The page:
Editor’s Note: Last week, Gina talked to us about reading our Bibles. This week she moves to the topic of studying our Bibles.
Study your Bible or don’t study your Bible? That is the question.
Study your Bible. That is the answer.
Last time we discussed the value of reading your Bible with purpose and regularity. Reading and studying are not the same thing. We read our Bible for comprehension, adoration, encouragement, exhortation, enjoyment, and appreciation. When we study our Bible, we are drilling deeper, making connections, analyzing, investigating histories, original languages, and more.
Bible study can feel intimidating. The Bible is a big book. Where to start? What to study? How to study? It can immobilize us if we don’t look it straight in the eye and keep things in perspective.
Most of us are just everyday people when it comes to studying our Bibles. We aren’t in seminary; we just want to know our Bible and the God who wrote it. We want to grow as Christians. We want to be able to offer helpful counsel, not from our own wisdom, but from the inspired Word of God.
Bible study groups are a great place to start. Most often, groups study books or topics of the Bible. Our StudyTogether program is offered throughout the year. Small groups of women gather once a week for approximately eight sessions in the fall, winter, and spring. Typically, reading and study is accomplished at home, then the ladies gather once a week for discussion. (See covfel.org for more information.)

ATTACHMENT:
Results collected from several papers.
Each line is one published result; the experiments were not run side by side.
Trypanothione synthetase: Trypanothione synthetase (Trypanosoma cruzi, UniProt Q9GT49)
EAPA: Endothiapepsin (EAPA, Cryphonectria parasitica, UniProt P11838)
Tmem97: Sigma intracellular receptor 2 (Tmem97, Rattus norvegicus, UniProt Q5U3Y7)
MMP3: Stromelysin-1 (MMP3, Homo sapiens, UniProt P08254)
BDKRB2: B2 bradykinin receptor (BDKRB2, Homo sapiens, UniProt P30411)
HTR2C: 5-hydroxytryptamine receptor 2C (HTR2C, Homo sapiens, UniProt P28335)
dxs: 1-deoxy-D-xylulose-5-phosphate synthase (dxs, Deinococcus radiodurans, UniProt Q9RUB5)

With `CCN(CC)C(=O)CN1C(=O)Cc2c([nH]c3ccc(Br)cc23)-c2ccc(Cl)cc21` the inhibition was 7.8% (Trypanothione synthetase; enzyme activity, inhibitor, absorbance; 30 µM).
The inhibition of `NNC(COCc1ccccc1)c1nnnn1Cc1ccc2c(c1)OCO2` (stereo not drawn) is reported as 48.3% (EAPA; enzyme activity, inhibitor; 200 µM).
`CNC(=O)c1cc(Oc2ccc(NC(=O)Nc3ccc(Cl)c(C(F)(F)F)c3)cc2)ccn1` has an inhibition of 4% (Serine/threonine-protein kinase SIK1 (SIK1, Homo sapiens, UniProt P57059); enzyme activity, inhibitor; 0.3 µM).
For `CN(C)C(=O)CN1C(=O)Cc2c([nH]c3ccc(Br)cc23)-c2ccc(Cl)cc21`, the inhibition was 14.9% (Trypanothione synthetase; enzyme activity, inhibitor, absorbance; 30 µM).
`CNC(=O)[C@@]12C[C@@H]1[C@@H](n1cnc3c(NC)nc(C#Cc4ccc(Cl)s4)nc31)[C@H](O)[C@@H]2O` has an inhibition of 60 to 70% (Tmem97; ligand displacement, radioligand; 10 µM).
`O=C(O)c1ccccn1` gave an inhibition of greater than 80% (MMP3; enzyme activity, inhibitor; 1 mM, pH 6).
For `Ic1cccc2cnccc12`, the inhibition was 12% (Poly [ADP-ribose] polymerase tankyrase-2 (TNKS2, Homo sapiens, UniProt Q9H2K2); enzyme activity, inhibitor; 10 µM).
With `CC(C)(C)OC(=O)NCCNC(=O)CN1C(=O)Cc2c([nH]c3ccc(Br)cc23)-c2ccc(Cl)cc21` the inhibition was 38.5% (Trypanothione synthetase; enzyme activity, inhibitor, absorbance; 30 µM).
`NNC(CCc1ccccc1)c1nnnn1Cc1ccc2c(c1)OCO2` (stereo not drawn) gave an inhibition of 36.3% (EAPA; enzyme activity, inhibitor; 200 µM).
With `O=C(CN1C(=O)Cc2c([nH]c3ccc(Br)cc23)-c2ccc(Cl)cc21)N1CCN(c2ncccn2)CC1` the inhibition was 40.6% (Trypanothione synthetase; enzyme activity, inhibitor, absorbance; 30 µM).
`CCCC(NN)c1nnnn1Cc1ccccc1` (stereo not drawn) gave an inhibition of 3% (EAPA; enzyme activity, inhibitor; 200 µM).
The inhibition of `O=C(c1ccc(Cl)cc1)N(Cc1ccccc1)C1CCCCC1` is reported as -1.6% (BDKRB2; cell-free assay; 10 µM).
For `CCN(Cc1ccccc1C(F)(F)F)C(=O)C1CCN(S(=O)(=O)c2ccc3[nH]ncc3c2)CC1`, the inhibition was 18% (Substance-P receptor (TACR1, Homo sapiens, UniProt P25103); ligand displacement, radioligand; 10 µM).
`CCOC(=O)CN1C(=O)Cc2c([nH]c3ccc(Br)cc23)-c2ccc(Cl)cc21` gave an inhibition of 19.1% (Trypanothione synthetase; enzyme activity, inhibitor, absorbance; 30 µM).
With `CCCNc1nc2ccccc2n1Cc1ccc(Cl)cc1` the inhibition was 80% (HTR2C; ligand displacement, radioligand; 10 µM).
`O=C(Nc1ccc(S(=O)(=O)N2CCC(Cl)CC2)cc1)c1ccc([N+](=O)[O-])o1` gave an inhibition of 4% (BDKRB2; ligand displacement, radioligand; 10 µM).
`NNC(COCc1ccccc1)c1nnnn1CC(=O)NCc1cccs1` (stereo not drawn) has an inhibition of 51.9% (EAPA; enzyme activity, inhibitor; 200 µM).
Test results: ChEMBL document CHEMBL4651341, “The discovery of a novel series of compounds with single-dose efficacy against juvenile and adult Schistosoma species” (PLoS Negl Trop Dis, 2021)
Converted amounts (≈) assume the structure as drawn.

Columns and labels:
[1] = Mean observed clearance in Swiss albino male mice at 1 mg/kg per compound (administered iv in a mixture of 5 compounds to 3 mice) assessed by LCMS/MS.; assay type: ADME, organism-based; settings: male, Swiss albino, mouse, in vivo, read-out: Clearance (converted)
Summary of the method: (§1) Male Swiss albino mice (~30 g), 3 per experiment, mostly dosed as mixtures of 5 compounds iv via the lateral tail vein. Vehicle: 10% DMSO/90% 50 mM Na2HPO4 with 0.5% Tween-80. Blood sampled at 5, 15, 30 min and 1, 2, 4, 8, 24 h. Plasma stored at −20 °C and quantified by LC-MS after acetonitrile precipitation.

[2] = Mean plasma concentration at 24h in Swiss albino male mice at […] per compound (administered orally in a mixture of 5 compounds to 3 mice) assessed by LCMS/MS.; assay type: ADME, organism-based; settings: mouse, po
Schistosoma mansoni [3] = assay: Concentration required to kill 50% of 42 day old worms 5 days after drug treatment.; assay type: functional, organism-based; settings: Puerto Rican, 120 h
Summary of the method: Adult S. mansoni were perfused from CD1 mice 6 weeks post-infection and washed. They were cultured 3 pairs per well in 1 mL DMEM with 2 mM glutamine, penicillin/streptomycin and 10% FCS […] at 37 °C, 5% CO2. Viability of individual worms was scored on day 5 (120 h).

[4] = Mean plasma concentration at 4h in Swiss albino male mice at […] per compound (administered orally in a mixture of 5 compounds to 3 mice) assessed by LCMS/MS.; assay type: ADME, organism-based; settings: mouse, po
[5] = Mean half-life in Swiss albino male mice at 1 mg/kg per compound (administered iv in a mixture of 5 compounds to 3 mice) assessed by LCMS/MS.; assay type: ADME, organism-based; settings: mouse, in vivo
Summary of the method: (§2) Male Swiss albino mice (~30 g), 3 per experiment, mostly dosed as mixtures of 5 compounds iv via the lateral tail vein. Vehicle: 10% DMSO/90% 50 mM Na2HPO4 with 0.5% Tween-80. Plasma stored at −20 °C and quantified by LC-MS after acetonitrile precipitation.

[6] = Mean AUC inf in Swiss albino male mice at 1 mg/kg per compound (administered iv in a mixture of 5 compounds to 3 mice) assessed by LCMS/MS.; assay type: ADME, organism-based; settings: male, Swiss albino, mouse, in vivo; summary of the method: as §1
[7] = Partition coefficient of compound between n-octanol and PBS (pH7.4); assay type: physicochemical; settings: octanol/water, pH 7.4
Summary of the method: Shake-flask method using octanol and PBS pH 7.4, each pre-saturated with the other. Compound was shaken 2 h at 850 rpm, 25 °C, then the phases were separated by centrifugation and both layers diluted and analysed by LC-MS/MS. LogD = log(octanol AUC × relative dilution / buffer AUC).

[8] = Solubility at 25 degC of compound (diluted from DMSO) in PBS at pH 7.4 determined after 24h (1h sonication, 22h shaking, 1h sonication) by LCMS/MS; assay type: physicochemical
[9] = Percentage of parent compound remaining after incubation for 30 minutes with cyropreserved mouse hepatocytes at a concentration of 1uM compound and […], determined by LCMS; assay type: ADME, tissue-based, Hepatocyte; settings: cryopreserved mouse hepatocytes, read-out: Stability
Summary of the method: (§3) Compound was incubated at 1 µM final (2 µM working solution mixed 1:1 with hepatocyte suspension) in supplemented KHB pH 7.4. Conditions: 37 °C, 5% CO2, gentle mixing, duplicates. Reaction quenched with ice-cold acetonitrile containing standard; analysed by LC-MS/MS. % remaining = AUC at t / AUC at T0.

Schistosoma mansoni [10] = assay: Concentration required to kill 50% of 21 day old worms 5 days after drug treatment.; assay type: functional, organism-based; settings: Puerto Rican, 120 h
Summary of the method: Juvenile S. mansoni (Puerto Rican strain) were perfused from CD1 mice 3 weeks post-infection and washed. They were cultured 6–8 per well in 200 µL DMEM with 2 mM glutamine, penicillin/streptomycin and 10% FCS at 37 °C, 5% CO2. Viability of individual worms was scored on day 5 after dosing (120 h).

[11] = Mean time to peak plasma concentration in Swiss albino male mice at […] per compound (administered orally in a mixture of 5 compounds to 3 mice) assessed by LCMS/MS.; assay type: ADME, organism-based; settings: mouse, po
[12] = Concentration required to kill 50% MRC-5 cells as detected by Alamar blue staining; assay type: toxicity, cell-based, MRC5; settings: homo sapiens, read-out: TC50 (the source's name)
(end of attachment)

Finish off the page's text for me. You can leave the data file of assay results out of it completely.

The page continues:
Maybe your season doesn’t allow for an in-person study group. That’s okay, but we are not exempt from studying. In those seasons, perhaps try one of these study methods:
The S.O.A.P. method:
S = Write out the Scripture passage for the day.
O = What observations can you make from the passage? What stands out to you? Who is the author talking to and what is he saying? Are there any commands, instructions, encouragements, or exhortations?
A = What applications might you be able to make from this passage?
P = Respond in prayer.
Or try journaling. Journal through a passage of Scripture. Note observations, applications, and prayers. Go where the Spirit leads.
Or do a word study. This is also called systematic theology. Perhaps you want to study all the Bible says about joy, thanksgiving, or God’s attributes. Thanks to modern technology, we can easily plug that word or phrase into a search engine, app, or Bible study website and view every verse the Bible has to offer on that topic. Then look up each verse, studying them in context of the greater passage. You can utilize other tools such as cross-references, Greek/Hebrew dictionaries, concordances, topical books, or even couple this with one of the above methods of study.
There are countless ways to study your Bible. These are just a few.
The main takeaway for all of us is that we need to read our Bibles and we need to study them. It is not an either/or, but a both/and lifestyle. But it’s more than a “need to.” It is a “get-to.” When we hold our Bibles, we’re holding the Word of God. What a privilege we have to “get to” know it.
Find what works and run with it. Change it up as necessary, but ladies, let’s keep on reading and studying. By the grace of God, this time next year, we will know God better, we will know who we are in Christ more surely, and we will know and love our Bibles even more.